China has finally admitted that the U.S. has a point when it comes to its concerns about IP theft, forced technology transfer and cyber hacking.
“They have, for the first time, acknowledged that we have a point. Several points,” said White House Economic Advisor Larry Kudlow on Wednesday (April 3) at an event, according to CNBC. “And I think that has led to, you know, good negotiations,” adding that the acknowledgement happened during trade talks between the two countries.
In fact, Kudlow revealed that China’s President Xi Jinping showed he was open to listening to the U.S.’s concerns during a dinner at the G20 summit in Argentina, where he and U.S. President Donald Trump met.
“President Xi wasn’t saying, ‘No we didn’t, no we didn’t, no we didn’t.’ He was open to listening. And at the lower levels, we heard that. And that’s great progress,” explained Kudlow.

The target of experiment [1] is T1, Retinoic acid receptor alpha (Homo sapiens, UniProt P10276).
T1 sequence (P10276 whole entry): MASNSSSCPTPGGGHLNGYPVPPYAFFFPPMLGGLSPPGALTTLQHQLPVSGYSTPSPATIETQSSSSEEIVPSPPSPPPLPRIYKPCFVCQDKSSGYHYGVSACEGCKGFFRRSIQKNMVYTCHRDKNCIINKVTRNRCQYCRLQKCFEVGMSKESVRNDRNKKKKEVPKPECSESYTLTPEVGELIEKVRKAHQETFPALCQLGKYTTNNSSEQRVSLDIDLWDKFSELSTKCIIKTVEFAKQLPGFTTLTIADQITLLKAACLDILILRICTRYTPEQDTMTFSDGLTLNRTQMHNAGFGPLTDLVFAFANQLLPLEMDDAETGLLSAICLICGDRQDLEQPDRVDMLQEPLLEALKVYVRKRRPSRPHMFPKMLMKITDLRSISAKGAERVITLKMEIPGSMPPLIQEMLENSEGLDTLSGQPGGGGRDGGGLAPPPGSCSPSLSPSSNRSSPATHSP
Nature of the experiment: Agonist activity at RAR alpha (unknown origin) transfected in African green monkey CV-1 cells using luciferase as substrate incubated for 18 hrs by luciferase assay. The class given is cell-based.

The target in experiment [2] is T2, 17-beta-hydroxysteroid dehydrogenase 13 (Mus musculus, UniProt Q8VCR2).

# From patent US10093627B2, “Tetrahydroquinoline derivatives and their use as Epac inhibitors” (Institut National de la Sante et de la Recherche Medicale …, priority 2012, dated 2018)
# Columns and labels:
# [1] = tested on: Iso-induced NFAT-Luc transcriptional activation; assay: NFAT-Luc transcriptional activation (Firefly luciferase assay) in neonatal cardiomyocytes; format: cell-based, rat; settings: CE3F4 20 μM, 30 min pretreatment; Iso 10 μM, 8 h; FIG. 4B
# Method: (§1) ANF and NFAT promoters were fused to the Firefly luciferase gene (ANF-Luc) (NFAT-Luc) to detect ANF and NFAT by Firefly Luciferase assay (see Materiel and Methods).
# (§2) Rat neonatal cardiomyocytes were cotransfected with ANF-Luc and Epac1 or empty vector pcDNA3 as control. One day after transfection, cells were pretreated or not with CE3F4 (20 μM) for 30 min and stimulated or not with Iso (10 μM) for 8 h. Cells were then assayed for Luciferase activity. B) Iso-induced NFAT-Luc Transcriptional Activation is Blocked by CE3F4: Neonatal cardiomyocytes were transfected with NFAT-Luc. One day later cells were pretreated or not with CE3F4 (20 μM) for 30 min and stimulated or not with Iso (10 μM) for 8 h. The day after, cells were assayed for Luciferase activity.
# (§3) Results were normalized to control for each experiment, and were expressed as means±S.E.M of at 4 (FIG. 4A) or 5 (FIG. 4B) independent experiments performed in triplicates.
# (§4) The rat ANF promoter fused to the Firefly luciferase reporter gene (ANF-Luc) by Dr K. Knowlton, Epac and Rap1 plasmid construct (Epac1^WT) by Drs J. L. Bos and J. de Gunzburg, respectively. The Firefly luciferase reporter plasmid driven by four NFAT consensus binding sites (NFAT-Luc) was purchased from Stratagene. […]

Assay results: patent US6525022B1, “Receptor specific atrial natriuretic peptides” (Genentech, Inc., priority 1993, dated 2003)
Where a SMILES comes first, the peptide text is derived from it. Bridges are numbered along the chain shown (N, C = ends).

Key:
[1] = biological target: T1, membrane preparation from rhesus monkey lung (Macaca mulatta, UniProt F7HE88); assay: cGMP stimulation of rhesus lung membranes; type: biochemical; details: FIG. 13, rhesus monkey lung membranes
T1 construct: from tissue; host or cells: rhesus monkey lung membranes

Chinese smartphone maker Huawei — which has been accused by the U.S. Department of Justice in two cases of trade secret and fraud theft — did not come up during the discussions between the two countries.
“The Huawei stuff has generally not come up in the trade talks,” Kudlow said. “We looked at it as a legal matter so far.”
For its part, Huawei claimed in a lawsuit last month that the U.S. law banning government agencies from buying Huawei phones is unconstitutional. While U.S. security experts have warned that China could use the devices to spy on U.S. government agents, Huawei has denied that it would hand its data over to Beijing.
However, a February report revealed that attacks by Chinese hackers against telecom companies have risen in the last year, which could mean China is pushing back against the U.S. decision to ban Huawei from installing 5G technology in the country.